“Unplanned work has another side effect. When you spend all your time firefighting, there’s little time or energy left for planning. When all you do is react, there’s not enough time to do the hard mental work of figuring out whether you can accept new work. So, more projects are crammed onto the plate, with fewer cycles available to each one, which means more bad multitasking, more escalations from poor code, which mean more shortcuts…”

Allspaw taught us that Dev and Ops working together, along with QA and the business, are a super-tribe that can achieve amazing things. They also knew that until code is in production, no value is actually being generated, because it’s merely WIP stuck in the system. He kept reducing the batch size, enabling fast feature flow. In part, he did this by ensuring environments were always available when they were needed. He automated the build and deployment process, recognizing that infrastructure could be treated as code, just like the application that Development ships. That enabled him to create a one-step environment creation and deploy procedure..

“If you can’t out-experiment and beat your competitors in time to market and agility, you are sunk. Features are always a gamble. If you’re lucky, ten percent will get the desired benefits. So the faster you can get those features to market and test them, the better off you’ll be. Incidentally, you also pay back the business faster for the use of capital, which means the business starts making money faster, too.”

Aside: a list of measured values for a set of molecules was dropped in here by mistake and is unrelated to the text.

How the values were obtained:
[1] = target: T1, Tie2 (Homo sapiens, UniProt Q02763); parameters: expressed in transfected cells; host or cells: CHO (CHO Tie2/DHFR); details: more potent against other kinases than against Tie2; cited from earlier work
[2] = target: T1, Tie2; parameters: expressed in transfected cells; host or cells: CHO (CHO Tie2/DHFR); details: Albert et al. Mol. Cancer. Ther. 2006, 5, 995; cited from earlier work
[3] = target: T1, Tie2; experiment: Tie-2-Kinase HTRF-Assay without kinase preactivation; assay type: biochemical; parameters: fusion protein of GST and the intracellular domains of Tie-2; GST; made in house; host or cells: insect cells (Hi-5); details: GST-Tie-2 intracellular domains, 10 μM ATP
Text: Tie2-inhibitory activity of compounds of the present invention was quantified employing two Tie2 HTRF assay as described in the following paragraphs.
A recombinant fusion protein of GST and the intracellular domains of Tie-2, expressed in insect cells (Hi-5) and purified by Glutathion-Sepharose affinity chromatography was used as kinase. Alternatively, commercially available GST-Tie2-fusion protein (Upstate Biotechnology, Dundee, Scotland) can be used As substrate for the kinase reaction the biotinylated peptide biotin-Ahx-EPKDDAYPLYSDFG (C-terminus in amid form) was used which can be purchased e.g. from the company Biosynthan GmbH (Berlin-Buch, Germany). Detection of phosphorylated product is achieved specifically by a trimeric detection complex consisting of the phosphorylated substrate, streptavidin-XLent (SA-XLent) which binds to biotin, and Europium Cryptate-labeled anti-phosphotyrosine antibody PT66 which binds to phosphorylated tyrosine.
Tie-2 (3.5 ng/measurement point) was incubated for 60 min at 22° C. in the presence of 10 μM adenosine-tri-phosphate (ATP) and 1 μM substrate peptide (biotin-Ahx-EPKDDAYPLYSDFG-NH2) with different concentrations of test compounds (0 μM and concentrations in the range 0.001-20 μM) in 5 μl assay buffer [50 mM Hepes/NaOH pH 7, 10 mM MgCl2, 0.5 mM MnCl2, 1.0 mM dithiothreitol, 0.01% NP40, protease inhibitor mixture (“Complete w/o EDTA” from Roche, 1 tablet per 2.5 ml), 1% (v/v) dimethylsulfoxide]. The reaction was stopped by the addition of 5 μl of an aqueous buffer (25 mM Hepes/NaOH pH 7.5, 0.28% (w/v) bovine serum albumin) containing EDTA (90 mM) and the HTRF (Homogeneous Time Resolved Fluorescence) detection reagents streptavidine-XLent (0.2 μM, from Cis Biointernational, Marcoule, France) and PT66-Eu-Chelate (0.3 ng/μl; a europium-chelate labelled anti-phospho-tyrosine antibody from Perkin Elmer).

“In ten years, I’m certain every COO worth their salt will have come from IT. Any COO who doesn’t intimately understand the IT systems that actually run the business is just an empty suit, relying on someone else to do their job.”

“I’ve long believed that to effectively manage IT is not only a critical competency but a significant predictor of company performance,” he explains.

Just how did code deployment become routine? Because developers are constantly getting fast feedback on their work: when they write code, automated unit, acceptance, and integration tests are constantly being run in production-like environments, giving us continual assurance that the code and environment will operate as designed, and that we are always in a deployable state. And when the code is deployed, pervasive production metrics demonstrate to everyone that it is working, and the customer is getting value.